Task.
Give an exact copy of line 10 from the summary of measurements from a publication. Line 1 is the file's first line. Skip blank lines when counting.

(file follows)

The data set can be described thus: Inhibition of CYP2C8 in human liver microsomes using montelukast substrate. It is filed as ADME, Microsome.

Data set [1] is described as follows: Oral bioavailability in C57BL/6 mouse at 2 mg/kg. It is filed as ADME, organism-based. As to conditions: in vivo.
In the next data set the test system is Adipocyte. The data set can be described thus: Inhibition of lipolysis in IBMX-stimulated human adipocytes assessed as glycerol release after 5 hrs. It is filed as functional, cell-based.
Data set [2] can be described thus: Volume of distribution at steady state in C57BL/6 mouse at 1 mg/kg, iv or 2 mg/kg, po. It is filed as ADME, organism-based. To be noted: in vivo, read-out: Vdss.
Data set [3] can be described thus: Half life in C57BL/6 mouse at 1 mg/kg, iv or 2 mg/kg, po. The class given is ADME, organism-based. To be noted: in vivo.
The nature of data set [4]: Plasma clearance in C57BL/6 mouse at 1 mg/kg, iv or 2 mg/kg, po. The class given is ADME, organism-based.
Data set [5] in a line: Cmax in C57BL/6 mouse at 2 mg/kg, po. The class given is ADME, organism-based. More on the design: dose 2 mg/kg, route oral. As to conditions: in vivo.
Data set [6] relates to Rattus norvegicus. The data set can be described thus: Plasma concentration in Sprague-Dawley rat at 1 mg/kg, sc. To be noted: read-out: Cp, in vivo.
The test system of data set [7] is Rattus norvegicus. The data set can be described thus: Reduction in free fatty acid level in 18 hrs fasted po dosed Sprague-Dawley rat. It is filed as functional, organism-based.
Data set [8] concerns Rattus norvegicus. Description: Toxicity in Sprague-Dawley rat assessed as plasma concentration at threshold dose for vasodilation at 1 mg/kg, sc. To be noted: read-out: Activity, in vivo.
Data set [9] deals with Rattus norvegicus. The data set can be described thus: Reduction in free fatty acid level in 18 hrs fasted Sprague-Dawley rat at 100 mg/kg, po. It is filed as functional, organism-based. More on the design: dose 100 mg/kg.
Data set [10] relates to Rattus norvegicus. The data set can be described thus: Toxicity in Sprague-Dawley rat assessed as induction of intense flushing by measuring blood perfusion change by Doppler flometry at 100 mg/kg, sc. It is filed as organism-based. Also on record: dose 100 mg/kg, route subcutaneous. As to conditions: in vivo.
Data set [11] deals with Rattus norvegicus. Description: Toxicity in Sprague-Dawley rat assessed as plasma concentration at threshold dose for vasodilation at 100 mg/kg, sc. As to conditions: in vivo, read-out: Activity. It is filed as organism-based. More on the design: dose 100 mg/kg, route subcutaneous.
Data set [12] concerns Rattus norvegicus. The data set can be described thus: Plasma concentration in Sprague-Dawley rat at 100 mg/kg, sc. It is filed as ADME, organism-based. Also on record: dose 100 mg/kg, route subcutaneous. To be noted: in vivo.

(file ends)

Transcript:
Data set [8] concerns Rattus norvegicus. Description: Toxicity in Sprague-Dawley rat assessed as plasma concentration at threshold dose for vasodilation at 1 mg/kg, sc. To be noted: read-out: Activity, in vivo.